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When a company launches a new product do they "come out" with a new product or do they "come up" with a new product?

28

To come up with something is to invent it, think of it, or create it.

"That's a great idea, how did you come up with it?"

To come out with something, in that context (others are quite different) is to announce it. For the product to come out is for it to be released.

Acme Co surprised everyone when they came out with their latest offering, dehydrated tornadoes.

Super Zombie Nazi Killfest comes out on the 30th of February.

  • Can you give me example phrases? – Kaique Apr 4 at 21:39
  • @Kaique: Done, edited into the answer. – SamBC Apr 4 at 21:40
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    Too bad you didn't post your last example 3 ½ days ago. – Jasper Apr 5 at 1:19
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    For those who didn't get the reference: vimeo.com/236283556 (Acme Tornado Seeds, just add water)) – cobaltduck Apr 5 at 11:44
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    Acme overhyped those dehydrated tornadoes - it was just a bunch of hot air. – Glen Yates Apr 5 at 17:49
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Both could apply depending on context. To "come up with" a new product implies that you have created or invented a new thing, regardless of whether it's actually available for purchase.

The engineers at Wilson Widgets have come up with a new kind of widget that should make them millions once it's finished.

To "come out with" a new product means that the product has been released and is available for people to buy.

Wilson Widgets has finally come out with their new widget. It's available in three colors: green, red, and puce.

3

Unfortunately, English is a language of obfuscation and prepositions. While the prepositions purport to clarify, the clarification is only to the natives!

A short story might help:

Chuck's sister came up with the idea of having a surprise party at the lake, but, being a secret from Chuck, we couldn't come out with it, until we had the party!

Here's an example that I tangled with last month that might give an idea of the full scope of the problem of multi-meaning prepositions. Merriam Webster's Dictionary, the on-line version of what many of us grew up with in Tulsa Public Schools, says, about the preposition "Down":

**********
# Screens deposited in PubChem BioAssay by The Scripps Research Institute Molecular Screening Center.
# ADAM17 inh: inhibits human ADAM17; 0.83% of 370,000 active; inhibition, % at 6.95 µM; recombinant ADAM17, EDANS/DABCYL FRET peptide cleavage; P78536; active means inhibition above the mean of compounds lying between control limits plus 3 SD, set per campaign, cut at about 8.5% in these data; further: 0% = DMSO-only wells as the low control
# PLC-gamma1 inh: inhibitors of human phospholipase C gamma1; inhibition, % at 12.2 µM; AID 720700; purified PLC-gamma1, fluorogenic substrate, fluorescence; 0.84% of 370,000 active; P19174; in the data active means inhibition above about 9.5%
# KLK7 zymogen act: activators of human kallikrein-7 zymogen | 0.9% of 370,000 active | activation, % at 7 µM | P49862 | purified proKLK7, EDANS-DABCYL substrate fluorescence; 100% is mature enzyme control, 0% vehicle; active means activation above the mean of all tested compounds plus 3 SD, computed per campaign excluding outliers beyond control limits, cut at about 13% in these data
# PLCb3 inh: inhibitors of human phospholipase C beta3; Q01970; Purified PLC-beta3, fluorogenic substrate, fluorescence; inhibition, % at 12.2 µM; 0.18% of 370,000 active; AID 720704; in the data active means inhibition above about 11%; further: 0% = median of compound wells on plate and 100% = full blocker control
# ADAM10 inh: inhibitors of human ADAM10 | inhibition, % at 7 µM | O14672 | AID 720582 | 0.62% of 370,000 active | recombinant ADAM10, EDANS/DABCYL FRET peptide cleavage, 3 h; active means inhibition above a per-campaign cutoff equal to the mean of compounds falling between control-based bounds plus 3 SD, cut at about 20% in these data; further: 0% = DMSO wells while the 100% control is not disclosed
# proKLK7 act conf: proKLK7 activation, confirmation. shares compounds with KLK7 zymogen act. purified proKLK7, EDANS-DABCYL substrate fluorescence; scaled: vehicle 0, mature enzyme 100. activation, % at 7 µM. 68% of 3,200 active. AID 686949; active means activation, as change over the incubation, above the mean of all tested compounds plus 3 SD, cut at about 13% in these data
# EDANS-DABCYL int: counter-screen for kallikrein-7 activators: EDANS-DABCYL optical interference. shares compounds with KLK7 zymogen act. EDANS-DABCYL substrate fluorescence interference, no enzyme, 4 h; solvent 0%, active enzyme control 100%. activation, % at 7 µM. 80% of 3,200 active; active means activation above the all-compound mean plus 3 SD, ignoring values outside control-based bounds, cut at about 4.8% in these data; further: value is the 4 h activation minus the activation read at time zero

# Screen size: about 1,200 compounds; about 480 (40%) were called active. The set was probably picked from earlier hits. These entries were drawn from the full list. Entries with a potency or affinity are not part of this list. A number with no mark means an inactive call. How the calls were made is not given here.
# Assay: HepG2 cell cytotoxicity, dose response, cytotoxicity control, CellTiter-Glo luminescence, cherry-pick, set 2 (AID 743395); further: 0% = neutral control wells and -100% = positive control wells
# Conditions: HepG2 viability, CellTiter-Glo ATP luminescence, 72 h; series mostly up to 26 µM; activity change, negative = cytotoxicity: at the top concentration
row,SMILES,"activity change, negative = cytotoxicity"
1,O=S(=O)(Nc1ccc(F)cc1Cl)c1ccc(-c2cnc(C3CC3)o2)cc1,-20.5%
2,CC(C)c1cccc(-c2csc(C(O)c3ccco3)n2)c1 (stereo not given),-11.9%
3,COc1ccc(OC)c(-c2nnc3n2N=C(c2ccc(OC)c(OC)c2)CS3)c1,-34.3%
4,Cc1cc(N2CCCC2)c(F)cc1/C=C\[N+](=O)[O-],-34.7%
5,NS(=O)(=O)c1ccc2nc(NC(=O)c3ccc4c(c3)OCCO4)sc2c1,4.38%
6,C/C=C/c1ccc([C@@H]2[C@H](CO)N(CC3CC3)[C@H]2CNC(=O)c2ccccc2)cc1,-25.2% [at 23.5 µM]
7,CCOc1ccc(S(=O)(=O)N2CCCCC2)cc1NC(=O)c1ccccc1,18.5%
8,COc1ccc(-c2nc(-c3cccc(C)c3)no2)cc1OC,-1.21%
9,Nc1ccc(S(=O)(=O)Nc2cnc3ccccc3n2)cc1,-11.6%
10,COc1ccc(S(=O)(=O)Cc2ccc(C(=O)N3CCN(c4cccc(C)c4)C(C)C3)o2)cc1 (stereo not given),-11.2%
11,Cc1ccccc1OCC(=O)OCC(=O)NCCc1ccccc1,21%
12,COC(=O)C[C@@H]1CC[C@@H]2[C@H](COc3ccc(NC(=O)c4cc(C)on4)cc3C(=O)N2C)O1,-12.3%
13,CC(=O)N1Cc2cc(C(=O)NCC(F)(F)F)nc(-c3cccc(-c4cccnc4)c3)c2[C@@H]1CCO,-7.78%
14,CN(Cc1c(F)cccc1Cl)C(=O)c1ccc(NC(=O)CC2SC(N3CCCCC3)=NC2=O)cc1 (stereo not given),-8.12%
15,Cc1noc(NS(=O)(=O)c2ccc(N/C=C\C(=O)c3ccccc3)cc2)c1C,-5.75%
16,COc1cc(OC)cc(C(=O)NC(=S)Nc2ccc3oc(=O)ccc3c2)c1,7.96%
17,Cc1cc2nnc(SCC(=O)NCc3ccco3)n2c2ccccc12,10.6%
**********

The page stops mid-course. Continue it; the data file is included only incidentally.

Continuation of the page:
down preposition
Definition of down (Entry 2 of 9)
: down (see DOWN entry 1) along, around, through, toward, in, into, or on

  • fell down the stairs
  • write down the phone number
  • down the years
  • grew up down the block from each other
  • pacing up and down the room

My annotations:

down preposition
Definition of down (Entry 2 of 9)
: down (see DOWN entry 1) along, around, through, toward, in, into, or on [Omits down, descending as preposition definition.] [Omits down, engraved in concrete.]

  • fell down the stairs [bad example, because stairs go down, an omitted definition.] [Joe had a cavity, so his dentist pointed out that Joe fell down brushing his teeth. Meaning "through." Begs whether "fell" or "fail" is meant in spoken English.]

  • write down the phone number [Uses omitted definition.] down the years [The phrase I've always heard is "down through," so perhaps this is a newer definition.]

  • grew up down the block from each other [Good. Meaning "around."]

  • pacing up and down the room [Good. Meaning "through."]

I'm a native speaker with the advantage of hearing little but very good English at home for my first ten years. So I'm very sympathetic to the problem. But, perhaps, not much help!

Perhaps Merriam-Webster will either chime in with what they are thinking, or update the on-line Dictionary!

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    Lexemes like come out and come up are considered idioms which means their constituents are not to be analyzed on their own. In other words, the meaning of the whole is different from the meaning of the sum of its parts. : ) – userr2684291 Apr 5 at 16:24
  • Relevant to the question, you're missing "come down with", which generally means to catch an illness, e.g. "John came down with the flu last week so he had to stay home." – Darrel Hoffman Apr 5 at 18:03
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In most scenarios like this, "come out with" is reserved for occasions when the product is released into the open market. "Come up with" is usually when something is discovered/invented. For example, Disney came up with the idea for their movie "The Incredibles 2" long before they came out with it (released it).

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